3. Among the works of voluntary self-denial and personal penance which we especially commend to our people for the future observance of Friday, even though we hereby terminate the traditional law of abstinence as binding under pain of sin, as the sole prescribed means of observing Friday, we give first place to abstinence from flesh meat. We do so in the hope that the Catholic community will ordinarily continue to abstain from meat by free choice as formerly we did in obedience to Church law. Our expectation is based on the following considerations;

    a. We shall thus freely and out of love for Christ Crucified show our solidarity with the generations of believers to whom this practice frequently became, especially in times of persecution and of great poverty, no mean evidence of fidelity in Christ and his Church.

    b. We shall thus also remind ourselves that as Christians, although immersed in the world and sharing its life, we must preserve a saving and necessary difference from the spirit of the world. Our deliberate, personal abstinence from meat, more especially because no longer required by law, will be an outward sign of inward spiritual values that we cherish.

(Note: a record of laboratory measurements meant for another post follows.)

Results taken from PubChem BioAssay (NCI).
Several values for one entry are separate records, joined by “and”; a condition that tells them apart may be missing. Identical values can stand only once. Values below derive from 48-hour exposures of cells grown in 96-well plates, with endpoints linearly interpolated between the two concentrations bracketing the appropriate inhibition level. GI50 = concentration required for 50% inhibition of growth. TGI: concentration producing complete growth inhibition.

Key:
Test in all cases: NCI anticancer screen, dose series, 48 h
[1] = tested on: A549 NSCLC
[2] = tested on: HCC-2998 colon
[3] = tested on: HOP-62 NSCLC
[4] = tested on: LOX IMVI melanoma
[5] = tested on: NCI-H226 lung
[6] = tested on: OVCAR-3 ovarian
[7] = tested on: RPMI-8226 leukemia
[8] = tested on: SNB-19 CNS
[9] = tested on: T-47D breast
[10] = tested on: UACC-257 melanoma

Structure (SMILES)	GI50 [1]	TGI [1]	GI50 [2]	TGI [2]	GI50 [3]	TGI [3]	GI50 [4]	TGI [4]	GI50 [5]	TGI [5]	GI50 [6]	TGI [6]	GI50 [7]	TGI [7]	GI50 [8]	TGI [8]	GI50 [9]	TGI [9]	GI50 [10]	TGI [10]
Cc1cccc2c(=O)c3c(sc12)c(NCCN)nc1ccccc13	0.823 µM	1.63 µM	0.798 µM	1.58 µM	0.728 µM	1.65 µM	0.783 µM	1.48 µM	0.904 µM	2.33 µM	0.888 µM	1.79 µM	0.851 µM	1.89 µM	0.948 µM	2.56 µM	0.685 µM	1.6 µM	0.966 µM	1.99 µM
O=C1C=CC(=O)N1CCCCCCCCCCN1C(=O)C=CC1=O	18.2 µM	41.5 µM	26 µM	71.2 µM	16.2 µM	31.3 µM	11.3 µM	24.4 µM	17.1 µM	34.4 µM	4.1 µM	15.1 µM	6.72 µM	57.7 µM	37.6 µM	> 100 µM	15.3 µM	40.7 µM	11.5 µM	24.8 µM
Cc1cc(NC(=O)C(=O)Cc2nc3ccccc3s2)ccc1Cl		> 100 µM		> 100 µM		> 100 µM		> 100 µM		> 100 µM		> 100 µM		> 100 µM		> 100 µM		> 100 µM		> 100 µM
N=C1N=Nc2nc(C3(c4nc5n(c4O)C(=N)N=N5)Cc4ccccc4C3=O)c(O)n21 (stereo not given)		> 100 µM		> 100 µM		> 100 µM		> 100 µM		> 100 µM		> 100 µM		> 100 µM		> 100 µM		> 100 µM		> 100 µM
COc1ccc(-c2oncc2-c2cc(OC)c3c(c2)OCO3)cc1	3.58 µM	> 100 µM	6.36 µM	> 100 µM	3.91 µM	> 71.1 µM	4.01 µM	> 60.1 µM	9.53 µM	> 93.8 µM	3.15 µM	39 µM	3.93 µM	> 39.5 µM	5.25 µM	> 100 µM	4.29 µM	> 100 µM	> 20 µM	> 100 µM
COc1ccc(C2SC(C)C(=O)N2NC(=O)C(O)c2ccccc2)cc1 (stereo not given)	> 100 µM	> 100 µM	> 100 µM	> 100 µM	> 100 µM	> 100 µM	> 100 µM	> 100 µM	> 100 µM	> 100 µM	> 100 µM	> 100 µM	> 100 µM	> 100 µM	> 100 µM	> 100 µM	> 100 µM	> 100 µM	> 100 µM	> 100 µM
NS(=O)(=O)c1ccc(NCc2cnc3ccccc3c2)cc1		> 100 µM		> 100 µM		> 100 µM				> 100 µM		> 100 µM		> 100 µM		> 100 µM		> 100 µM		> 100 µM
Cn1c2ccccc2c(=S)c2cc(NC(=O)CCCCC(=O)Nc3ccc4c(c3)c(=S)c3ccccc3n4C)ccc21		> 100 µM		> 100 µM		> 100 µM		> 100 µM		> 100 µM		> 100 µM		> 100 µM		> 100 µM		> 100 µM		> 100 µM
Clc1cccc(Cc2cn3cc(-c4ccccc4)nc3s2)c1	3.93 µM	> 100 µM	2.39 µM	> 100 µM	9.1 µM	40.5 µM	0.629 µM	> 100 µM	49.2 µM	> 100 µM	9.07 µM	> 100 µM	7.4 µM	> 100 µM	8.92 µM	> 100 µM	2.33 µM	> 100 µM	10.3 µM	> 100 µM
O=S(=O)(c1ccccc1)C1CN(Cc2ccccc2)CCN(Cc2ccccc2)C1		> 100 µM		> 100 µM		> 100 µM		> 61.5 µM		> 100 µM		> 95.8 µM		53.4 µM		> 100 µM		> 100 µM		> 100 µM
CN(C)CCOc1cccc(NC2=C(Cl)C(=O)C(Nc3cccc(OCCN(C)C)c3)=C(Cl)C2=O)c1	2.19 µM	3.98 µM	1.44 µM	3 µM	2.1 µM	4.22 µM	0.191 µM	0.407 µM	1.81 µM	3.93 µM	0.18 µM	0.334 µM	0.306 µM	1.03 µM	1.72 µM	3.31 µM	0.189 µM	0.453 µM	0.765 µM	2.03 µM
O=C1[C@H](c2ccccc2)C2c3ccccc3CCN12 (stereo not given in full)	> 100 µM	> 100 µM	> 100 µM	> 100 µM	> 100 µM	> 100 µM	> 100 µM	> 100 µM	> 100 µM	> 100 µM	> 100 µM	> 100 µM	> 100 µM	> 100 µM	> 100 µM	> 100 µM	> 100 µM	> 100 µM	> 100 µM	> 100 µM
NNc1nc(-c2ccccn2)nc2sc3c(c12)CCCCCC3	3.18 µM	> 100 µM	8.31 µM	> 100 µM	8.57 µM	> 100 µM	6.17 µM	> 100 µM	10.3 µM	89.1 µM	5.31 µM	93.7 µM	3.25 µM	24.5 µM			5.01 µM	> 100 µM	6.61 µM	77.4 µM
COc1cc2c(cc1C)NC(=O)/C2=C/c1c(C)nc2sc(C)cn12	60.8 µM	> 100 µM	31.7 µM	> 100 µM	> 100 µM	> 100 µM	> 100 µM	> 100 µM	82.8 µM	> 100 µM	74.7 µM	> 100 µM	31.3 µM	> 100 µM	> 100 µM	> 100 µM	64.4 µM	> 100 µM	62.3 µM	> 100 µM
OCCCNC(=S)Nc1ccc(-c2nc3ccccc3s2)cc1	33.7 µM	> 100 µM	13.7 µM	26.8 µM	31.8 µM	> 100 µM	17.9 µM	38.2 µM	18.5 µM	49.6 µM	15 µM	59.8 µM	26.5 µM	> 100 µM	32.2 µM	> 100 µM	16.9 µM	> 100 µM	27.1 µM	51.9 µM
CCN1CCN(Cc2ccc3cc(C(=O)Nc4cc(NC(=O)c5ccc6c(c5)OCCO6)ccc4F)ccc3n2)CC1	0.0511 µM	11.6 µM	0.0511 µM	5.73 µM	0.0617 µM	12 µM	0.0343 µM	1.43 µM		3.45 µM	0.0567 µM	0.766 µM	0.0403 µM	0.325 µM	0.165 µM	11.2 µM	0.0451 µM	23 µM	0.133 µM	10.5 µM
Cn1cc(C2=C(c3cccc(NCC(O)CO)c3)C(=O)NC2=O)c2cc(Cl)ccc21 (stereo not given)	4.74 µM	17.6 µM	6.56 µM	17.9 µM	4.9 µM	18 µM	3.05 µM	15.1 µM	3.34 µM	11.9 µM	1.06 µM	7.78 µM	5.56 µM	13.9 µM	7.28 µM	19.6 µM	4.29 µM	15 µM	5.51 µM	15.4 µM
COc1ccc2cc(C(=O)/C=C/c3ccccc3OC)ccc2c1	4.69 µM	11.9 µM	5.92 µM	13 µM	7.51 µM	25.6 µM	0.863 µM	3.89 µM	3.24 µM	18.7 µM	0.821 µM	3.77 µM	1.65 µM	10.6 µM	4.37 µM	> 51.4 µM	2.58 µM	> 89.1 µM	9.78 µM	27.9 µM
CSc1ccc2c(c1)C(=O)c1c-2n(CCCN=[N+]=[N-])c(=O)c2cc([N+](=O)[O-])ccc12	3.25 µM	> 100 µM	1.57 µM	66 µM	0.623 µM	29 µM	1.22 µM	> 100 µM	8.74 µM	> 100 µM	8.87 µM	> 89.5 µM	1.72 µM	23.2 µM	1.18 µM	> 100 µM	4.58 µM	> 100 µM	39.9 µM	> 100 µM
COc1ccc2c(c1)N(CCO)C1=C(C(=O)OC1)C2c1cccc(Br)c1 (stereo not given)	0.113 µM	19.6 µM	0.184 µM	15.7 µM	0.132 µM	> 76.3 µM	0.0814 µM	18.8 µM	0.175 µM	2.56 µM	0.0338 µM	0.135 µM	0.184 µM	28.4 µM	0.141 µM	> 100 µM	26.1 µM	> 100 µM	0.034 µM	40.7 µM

The big legal change comes in norm #3, where the bishops state that “we hereby terminate the traditional law of abstinence as binding under pain of sin, as the sole prescribed means of observing Friday.” So the obligation to abstain from meat is terminated. The question becomes: What obligation, if any, have the bishops put in its place?

The clause “as the sole prescribed means of observing Friday” is consistent with the idea that they did establish another obligation or a mandate to do penance in some form on Friday, but it also is consistent with the idea that they did not establish a new obligation. If the latter is the case then the remark is simply noting that previously abstinence had been the only prescribed way of observing Friday. Other acts of penance could be performed on Friday, but they had to be in addition to abstinece.

To find out what other obligation there may be, one must look at the surrounding text of the norms. When one does this, one discovers several things.

(continued)
[/quote]

quote=Jimmy Akin

To find out what other obligation there may be, one must look at the surrounding text of the norms. When one does this, one discovers several things.